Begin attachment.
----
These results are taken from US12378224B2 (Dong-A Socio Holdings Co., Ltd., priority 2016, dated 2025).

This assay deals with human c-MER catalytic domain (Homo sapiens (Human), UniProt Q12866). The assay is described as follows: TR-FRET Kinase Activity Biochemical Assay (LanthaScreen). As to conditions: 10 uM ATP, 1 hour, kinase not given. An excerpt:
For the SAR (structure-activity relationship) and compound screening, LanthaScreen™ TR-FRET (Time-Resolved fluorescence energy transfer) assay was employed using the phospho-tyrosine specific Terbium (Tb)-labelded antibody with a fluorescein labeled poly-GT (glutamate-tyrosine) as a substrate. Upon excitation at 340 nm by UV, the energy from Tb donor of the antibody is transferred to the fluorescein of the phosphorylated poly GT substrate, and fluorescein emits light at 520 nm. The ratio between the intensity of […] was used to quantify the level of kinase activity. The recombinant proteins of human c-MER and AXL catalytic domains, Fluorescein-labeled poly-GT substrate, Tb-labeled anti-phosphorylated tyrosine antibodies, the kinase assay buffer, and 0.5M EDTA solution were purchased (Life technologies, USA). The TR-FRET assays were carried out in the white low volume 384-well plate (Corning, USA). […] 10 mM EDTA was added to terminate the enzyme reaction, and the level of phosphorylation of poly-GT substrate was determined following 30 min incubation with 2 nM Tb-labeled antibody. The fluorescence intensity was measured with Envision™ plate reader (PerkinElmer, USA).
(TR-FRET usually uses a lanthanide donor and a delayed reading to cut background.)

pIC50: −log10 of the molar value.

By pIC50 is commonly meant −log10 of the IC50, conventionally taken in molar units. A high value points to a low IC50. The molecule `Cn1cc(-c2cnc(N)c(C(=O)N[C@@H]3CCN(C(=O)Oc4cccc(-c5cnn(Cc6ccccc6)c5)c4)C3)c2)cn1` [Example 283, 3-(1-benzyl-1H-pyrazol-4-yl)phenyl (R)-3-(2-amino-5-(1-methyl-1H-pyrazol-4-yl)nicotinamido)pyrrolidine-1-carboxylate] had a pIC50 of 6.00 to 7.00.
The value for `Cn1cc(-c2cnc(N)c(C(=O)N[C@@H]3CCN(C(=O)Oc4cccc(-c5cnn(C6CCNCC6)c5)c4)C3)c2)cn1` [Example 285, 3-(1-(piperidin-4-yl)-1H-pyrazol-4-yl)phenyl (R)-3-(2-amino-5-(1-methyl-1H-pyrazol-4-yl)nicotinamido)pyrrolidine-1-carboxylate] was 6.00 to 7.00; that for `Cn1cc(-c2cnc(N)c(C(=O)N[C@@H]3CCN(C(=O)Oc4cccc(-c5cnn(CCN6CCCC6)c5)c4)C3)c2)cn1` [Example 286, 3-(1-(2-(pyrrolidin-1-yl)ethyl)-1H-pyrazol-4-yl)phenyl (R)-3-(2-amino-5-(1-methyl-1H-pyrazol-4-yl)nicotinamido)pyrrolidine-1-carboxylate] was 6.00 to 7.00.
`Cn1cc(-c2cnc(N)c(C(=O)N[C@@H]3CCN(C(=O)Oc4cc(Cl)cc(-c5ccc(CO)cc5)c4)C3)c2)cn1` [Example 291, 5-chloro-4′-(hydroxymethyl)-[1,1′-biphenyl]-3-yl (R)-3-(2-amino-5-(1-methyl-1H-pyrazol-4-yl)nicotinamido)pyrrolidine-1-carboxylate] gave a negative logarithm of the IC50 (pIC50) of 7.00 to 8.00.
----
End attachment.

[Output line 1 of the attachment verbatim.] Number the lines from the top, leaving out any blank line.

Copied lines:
These results are taken from US12378224B2 (Dong-A Socio Holdings Co., Ltd., priority 2016, dated 2025).